In a model where agents have unequal skills and heterogeneous preferences over consumption and leisure, we look for the optimal tax on the basis of efficiency and fairness principles and under incentive-compatibility constraints. The fairness principles considered here are: (1) a weak version of the Pigou-Dalton transfer principle; (2) a condition precluding redistribution when all agents have the same skills. With such principles we construct and justify specific social preferences and derive a simple criterion for the evaluation of income tax schedules. Namely, the lower the greatest average tax rate over the range of low incomes, the better. We show that, as a consequence, the optimal tax should give the greatest subsidies to the working poor (the agents having the lowest skill and choosing the largest labour time).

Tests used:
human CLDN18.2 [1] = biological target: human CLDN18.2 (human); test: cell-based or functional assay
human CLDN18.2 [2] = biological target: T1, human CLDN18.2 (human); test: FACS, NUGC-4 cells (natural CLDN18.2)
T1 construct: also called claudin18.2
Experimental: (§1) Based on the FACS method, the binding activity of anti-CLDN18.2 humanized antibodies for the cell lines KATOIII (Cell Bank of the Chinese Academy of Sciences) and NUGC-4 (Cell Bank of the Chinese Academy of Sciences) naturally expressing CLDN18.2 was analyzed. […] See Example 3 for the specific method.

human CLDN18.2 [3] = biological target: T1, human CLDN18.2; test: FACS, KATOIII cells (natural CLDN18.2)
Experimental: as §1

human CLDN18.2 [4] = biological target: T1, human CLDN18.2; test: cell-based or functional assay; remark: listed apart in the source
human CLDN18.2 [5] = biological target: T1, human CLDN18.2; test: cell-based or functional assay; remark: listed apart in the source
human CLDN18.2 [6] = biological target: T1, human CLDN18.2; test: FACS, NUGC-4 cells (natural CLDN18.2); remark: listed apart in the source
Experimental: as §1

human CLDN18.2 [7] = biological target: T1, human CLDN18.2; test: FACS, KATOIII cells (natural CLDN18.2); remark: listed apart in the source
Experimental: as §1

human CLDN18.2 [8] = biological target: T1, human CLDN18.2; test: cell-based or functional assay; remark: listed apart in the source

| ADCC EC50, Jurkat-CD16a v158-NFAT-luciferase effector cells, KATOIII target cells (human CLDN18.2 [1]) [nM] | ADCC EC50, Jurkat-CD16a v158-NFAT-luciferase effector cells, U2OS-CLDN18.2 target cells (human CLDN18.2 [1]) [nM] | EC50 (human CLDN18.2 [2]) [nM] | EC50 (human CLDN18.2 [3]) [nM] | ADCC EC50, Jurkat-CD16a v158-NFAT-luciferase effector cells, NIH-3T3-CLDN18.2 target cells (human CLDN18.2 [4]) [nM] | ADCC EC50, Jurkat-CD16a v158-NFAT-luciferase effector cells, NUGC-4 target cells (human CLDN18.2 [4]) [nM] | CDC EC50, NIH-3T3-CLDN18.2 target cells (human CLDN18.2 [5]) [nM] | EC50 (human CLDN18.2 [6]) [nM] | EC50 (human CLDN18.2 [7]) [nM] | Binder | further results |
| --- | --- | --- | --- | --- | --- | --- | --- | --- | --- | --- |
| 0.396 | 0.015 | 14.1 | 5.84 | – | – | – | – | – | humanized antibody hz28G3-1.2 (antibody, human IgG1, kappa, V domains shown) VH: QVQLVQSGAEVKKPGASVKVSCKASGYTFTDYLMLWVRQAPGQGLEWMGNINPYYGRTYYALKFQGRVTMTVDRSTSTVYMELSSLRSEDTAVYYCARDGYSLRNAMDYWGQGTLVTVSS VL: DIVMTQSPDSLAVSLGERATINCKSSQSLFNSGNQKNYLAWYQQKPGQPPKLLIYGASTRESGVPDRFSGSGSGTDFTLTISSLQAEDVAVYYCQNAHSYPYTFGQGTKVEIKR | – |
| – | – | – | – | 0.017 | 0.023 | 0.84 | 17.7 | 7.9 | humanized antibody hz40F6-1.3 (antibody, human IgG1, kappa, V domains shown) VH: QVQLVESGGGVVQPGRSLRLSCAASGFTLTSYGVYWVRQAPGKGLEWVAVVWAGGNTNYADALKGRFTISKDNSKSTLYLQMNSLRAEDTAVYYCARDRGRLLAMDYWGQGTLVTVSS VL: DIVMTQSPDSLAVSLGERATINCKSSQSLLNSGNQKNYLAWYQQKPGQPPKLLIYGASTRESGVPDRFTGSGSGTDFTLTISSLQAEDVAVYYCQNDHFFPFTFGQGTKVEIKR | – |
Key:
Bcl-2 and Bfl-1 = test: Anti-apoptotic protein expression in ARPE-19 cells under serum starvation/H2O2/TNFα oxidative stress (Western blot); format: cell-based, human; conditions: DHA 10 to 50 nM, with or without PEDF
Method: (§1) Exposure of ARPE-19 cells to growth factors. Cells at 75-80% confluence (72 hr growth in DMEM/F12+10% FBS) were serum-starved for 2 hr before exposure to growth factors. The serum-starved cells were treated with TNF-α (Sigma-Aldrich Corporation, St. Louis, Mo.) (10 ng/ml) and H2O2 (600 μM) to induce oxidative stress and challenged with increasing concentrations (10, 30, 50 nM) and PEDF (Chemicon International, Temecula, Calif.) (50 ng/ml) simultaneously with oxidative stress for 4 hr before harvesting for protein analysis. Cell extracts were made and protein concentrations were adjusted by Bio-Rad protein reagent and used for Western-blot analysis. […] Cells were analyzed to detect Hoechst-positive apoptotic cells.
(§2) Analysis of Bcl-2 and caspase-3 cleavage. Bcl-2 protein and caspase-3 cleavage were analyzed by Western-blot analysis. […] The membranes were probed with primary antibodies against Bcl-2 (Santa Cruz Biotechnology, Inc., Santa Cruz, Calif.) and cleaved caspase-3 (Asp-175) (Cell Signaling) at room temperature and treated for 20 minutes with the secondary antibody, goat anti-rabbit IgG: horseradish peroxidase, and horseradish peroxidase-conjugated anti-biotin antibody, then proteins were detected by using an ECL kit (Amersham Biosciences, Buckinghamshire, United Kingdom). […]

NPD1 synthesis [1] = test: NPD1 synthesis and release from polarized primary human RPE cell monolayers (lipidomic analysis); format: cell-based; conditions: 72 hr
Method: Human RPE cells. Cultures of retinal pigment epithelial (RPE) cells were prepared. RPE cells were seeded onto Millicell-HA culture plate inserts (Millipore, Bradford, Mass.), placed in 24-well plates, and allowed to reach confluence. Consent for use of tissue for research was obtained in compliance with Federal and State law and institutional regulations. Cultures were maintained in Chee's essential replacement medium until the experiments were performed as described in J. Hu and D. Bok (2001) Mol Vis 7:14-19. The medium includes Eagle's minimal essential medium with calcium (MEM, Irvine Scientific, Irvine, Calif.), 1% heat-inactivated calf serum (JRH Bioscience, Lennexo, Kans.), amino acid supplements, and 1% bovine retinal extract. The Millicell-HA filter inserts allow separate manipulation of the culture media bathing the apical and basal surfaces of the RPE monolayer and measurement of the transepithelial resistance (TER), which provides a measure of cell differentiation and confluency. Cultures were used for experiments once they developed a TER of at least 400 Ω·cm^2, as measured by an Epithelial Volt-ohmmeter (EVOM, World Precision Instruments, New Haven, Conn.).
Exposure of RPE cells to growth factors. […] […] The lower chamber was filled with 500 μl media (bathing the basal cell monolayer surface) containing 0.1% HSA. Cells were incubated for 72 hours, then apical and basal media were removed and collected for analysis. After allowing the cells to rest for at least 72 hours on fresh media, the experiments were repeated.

All Science Journal Classification (ASJC) codes
- Economics and Econometrics